Trump lead in poll rat­tles Asian mar­kets

> Eq­ui­ties sell-off spreads as US pres­i­den­tial race ri­val Hil­lary Clin­ton falls be­hind

The Sun (Malaysia) - - SUNBIZ -

HONG KONG: Asian eq­ui­ties tum­bled yes­ter­day, ex­tend­ing a global sell-off, and the Mex­i­can peso fell af­ter a poll showed Don­ald Trump over­tak­ing mar­ket favourite Hil­lary Clin­ton in the race for the White House.

With Clin­ton un­til last week com­fort­ably ahead, traders were up­beat about her chances of win­ning on Nov 8 but news Fri­day that the FBI were again look­ing at her emails has raised the prospect of Trump be­com­ing pres­i­dent.

Trump is viewed as a wildcard, in part be­cause of his harsh crit­i­cism of Fed­eral Re­serve chief Janet Yellen and in­ter­na­tional trade pacts.

“Since the FBI re­opened its case into Hil­lary Clin­ton’s emails last Fri­day, her sub­stan­tial lead in the polls has been dec­i­mated and some now even show Trump in the lead,” Craig Er­lam, a se­nior mar­ket an­a­lyst at OANDA, said in a note.

“It’s been clear for some time now that mar­kets would much pre­fer the sta­bil­ity that a Clin­ton vic­tory would bring for the US econ­omy and the re­ac­tion over the last 24 hours or so since the polls started to change so dra­mat­i­cally just con­firms this. Trump risk is well and truly be­ing priced in again.”

The news bat­tered mar­kets on Wall Street and in Europe, while the VIX volatil­ity in­dex, which is seen as a mea­sure of the US mar­ket’s fears, was sit­ting near lev­els last seen af­ter Bri­tain voted in June to leave the EU.

Those losses fil­tered through to Asia, where Tokyo closed 1.8% lower, while Hong Kong dived 1.4% in late trade and Shang­hai ended down 0.6%.

Syd­ney and Seoul each sank more than 1% and there were also sharp losses in Welling­ton, Manila and Taipei.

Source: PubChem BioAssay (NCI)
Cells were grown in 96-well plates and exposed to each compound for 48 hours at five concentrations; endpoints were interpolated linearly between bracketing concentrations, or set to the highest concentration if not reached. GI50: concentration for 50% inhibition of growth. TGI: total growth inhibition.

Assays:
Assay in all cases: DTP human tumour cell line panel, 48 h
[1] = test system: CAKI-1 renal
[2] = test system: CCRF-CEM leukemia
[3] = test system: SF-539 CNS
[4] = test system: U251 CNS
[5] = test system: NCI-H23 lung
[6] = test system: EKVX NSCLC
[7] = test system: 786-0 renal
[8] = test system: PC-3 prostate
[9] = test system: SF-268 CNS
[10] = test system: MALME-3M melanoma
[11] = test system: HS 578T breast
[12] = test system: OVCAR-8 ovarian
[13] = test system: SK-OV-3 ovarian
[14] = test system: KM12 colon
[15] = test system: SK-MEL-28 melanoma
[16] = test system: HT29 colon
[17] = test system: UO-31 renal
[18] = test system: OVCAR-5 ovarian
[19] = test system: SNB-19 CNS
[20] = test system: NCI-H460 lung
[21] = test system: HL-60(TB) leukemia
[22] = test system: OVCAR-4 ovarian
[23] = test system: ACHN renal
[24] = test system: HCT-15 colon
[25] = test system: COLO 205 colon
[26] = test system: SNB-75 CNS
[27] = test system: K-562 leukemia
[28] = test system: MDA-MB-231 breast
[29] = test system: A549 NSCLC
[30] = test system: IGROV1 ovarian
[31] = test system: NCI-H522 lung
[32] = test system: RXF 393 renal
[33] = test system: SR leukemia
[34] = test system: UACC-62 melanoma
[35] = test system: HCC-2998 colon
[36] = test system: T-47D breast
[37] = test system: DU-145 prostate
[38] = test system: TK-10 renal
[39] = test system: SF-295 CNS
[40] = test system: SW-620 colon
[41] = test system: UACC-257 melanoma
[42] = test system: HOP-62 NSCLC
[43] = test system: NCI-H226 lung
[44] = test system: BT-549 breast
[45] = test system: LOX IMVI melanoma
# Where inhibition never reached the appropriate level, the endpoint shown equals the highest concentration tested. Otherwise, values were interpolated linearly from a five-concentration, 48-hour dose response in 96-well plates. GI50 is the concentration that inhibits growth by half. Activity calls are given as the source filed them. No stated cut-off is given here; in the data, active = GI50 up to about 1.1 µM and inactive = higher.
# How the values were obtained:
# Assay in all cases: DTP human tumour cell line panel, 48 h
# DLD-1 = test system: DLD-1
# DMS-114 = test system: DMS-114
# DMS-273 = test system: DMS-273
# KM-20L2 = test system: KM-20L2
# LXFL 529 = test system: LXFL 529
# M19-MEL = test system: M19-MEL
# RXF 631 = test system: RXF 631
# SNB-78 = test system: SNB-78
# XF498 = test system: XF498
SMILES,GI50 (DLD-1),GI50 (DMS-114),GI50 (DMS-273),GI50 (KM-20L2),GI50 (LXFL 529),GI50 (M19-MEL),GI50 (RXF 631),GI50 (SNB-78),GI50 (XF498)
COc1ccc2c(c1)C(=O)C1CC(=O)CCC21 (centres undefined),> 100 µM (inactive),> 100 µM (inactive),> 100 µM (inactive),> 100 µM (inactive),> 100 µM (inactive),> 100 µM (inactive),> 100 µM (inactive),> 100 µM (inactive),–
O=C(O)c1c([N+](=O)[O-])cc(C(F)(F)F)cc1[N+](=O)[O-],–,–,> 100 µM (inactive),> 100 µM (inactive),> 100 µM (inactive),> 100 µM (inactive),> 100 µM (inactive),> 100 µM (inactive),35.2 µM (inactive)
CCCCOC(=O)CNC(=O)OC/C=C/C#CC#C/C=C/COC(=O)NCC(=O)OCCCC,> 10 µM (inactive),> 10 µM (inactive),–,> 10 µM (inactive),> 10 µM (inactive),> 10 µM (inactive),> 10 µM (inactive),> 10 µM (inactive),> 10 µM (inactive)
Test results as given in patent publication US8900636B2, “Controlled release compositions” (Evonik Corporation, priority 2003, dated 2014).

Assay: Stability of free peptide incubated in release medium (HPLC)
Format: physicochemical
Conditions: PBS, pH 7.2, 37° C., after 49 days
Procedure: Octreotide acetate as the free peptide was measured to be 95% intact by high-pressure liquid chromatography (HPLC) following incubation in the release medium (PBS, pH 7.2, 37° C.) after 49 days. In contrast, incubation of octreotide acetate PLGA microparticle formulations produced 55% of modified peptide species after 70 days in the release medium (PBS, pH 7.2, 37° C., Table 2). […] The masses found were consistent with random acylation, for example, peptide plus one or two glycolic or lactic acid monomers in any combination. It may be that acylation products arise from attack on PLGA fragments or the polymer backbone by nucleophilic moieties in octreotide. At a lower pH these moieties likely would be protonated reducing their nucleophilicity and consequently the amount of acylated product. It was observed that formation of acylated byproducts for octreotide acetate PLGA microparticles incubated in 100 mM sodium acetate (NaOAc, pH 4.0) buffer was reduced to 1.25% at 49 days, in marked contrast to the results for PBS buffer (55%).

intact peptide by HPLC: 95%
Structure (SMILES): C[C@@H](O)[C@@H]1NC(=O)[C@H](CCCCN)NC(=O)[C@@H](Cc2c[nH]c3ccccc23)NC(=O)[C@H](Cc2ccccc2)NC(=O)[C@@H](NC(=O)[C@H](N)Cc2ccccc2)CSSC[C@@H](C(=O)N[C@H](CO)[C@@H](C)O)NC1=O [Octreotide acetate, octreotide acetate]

Cur­rency traders also took fright, flee­ing into the safe-haven yen. The green­back fell to ¥103.86 in Tokyo, down from ¥104.12 in New York and well off the lev­els of above ¥105 seen Tues­day.

An­a­lysts say a Trump win could also lead the Fed­eral Re­serve – which ended a pol­icy meet­ing yes­ter­day – to put off an ex­pected De­cem­ber in­ter­est rate hike ow­ing to wor­ries about his ef­fect on the econ­omy.

“Even if the Fed does sig­nal an in­cli­na­tion to lift rates in De­cem­ber, mar­kets will take the view that this is un­likely if a Trump vic­tory leads to un­cer­tainty and a surge in fi­nan­cial- mar­ket volatil­ity,” Ric Spooner, chief mar­ket an­a­lyst in Syd­ney at CMC Mar­kets, said in an email to clients, ac­cord­ing to Bloomberg News.

How­ever, the dol­lar was sharply up at 19.32 Mex­i­can pe­sos from 18.85 pe­sos Tues­day. The peso is con­sid­ered a proxy for Trump’s chances ow­ing to his anti-Mex­i­can rhetoric through­out the cam­paign in­clud­ing his pledge to re­move un­doc­u­mented mi­grants, build a wall and tear up a trade deal.

The green­back also ral­lied against higher-yield­ing, risker Asia-Pa­cific units, soar­ing 0.9% against the South Korean won and 0.5% ver­sus the Aus­tralian dol­lar.

A week-long re­treat in oil prices also ex­tended in Asia, with both con­tracts down al­most a tenth from re­cent highs as in­vestors grow wor­ried about the chances of suc­cess for Opec’s Septem­ber agree­ment to cut out­put. – AFP


A pedes­trian walks in front of an elec­tron­ics stock dis­play in the win­dow of a se­cu­ri­ties firm in Tokyo yes­ter­day.

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